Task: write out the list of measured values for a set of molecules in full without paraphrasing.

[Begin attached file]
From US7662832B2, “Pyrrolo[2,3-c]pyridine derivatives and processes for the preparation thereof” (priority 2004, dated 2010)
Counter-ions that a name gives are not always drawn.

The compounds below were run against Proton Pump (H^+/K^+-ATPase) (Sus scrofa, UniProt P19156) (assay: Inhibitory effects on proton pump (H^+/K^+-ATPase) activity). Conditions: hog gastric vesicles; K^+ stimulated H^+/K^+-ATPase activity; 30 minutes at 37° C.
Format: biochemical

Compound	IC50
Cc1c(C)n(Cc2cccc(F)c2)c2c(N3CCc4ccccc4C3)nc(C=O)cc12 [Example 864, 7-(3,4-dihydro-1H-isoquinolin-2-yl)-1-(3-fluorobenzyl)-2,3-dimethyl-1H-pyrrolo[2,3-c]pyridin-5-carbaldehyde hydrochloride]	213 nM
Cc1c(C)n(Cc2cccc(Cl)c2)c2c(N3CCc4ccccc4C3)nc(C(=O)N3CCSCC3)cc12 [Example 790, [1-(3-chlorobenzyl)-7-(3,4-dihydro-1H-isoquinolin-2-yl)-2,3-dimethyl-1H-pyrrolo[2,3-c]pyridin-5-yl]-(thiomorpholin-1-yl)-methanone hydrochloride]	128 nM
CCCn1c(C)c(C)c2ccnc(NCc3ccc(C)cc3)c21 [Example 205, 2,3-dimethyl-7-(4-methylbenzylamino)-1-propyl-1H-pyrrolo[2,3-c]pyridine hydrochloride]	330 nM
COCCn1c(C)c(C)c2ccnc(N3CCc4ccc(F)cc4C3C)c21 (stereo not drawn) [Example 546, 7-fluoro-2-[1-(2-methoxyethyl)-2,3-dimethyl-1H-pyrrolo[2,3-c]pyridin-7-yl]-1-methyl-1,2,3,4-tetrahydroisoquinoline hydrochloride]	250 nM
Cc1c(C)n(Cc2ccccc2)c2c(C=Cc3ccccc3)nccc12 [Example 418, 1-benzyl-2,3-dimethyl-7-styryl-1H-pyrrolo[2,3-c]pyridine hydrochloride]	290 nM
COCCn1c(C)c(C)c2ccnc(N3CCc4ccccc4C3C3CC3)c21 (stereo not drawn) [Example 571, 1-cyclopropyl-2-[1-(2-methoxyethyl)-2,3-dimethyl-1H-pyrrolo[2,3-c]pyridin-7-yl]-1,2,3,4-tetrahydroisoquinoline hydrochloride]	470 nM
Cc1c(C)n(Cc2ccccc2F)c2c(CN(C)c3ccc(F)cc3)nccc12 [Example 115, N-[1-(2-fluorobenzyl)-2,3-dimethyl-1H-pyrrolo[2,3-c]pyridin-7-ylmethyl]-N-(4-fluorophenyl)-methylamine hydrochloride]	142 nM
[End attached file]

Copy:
From US7662832B2, “Pyrrolo[2,3-c]pyridine derivatives and processes for the preparation thereof” (priority 2004, dated 2010)
Counter-ions that a name gives are not always drawn.

The compounds below were run against Proton Pump (H^+/K^+-ATPase) (Sus scrofa, UniProt P19156) (assay: Inhibitory effects on proton pump (H^+/K^+-ATPase) activity). Conditions: hog gastric vesicles; K^+ stimulated H^+/K^+-ATPase activity; 30 minutes at 37° C.
Format: biochemical

Compound	IC50
Cc1c(C)n(Cc2cccc(F)c2)c2c(N3CCc4ccccc4C3)nc(C=O)cc12 [Example 864, 7-(3,4-dihydro-1H-isoquinolin-2-yl)-1-(3-fluorobenzyl)-2,3-dimethyl-1H-pyrrolo[2,3-c]pyridin-5-carbaldehyde hydrochloride]	213 nM
Cc1c(C)n(Cc2cccc(Cl)c2)c2c(N3CCc4ccccc4C3)nc(C(=O)N3CCSCC3)cc12 [Example 790, [1-(3-chlorobenzyl)-7-(3,4-dihydro-1H-isoquinolin-2-yl)-2,3-dimethyl-1H-pyrrolo[2,3-c]pyridin-5-yl]-(thiomorpholin-1-yl)-methanone hydrochloride]	128 nM
CCCn1c(C)c(C)c2ccnc(NCc3ccc(C)cc3)c21 [Example 205, 2,3-dimethyl-7-(4-methylbenzylamino)-1-propyl-1H-pyrrolo[2,3-c]pyridine hydrochloride]	330 nM
COCCn1c(C)c(C)c2ccnc(N3CCc4ccc(F)cc4C3C)c21 (stereo not drawn) [Example 546, 7-fluoro-2-[1-(2-methoxyethyl)-2,3-dimethyl-1H-pyrrolo[2,3-c]pyridin-7-yl]-1-methyl-1,2,3,4-tetrahydroisoquinoline hydrochloride]	250 nM
Cc1c(C)n(Cc2ccccc2)c2c(C=Cc3ccccc3)nccc12 [Example 418, 1-benzyl-2,3-dimethyl-7-styryl-1H-pyrrolo[2,3-c]pyridine hydrochloride]	290 nM
COCCn1c(C)c(C)c2ccnc(N3CCc4ccccc4C3C3CC3)c21 (stereo not drawn) [Example 571, 1-cyclopropyl-2-[1-(2-methoxyethyl)-2,3-dimethyl-1H-pyrrolo[2,3-c]pyridin-7-yl]-1,2,3,4-tetrahydroisoquinoline hydrochloride]	470 nM
Cc1c(C)n(Cc2ccccc2F)c2c(CN(C)c3ccc(F)cc3)nccc12 [Example 115, N-[1-(2-fluorobenzyl)-2,3-dimethyl-1H-pyrrolo[2,3-c]pyridin-7-ylmethyl]-N-(4-fluorophenyl)-methylamine hydrochloride]	142 nM